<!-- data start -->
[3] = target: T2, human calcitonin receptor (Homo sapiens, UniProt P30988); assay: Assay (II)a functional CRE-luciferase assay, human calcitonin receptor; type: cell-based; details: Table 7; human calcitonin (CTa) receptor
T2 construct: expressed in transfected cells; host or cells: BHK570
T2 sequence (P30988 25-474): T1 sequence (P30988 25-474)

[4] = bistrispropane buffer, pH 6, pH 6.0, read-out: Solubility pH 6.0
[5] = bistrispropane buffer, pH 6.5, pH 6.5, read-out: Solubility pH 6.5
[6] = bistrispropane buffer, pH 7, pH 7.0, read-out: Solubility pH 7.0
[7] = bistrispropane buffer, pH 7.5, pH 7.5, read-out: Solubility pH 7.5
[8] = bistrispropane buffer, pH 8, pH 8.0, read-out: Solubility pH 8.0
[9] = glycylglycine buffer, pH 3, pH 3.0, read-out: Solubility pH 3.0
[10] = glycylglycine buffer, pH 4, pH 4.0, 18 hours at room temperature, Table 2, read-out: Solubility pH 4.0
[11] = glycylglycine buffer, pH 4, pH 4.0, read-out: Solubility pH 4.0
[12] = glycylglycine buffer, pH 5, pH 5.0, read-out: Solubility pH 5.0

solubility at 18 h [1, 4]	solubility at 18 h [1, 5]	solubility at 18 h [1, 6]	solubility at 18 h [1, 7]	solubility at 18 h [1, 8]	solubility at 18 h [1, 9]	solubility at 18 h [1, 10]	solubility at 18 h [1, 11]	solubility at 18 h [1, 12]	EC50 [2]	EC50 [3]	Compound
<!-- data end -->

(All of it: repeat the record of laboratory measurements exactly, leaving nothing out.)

[3] = target: T2, human calcitonin receptor (Homo sapiens, UniProt P30988); assay: Assay (II)a functional CRE-luciferase assay, human calcitonin receptor; type: cell-based; details: Table 7; human calcitonin (CTa) receptor
T2 construct: expressed in transfected cells; host or cells: BHK570
T2 sequence (P30988 25-474): T1 sequence (P30988 25-474)

[4] = bistrispropane buffer, pH 6, pH 6.0, read-out: Solubility pH 6.0
[5] = bistrispropane buffer, pH 6.5, pH 6.5, read-out: Solubility pH 6.5
[6] = bistrispropane buffer, pH 7, pH 7.0, read-out: Solubility pH 7.0
[7] = bistrispropane buffer, pH 7.5, pH 7.5, read-out: Solubility pH 7.5
[8] = bistrispropane buffer, pH 8, pH 8.0, read-out: Solubility pH 8.0
[9] = glycylglycine buffer, pH 3, pH 3.0, read-out: Solubility pH 3.0
[10] = glycylglycine buffer, pH 4, pH 4.0, 18 hours at room temperature, Table 2, read-out: Solubility pH 4.0
[11] = glycylglycine buffer, pH 4, pH 4.0, read-out: Solubility pH 4.0
[12] = glycylglycine buffer, pH 5, pH 5.0, read-out: Solubility pH 5.0

solubility at 18 h [1, 4]	solubility at 18 h [1, 5]	solubility at 18 h [1, 6]	solubility at 18 h [1, 7]	solubility at 18 h [1, 8]	solubility at 18 h [1, 9]	solubility at 18 h [1, 10]	solubility at 18 h [1, 11]	solubility at 18 h [1, 12]	EC50 [2]	EC50 [3]	Compound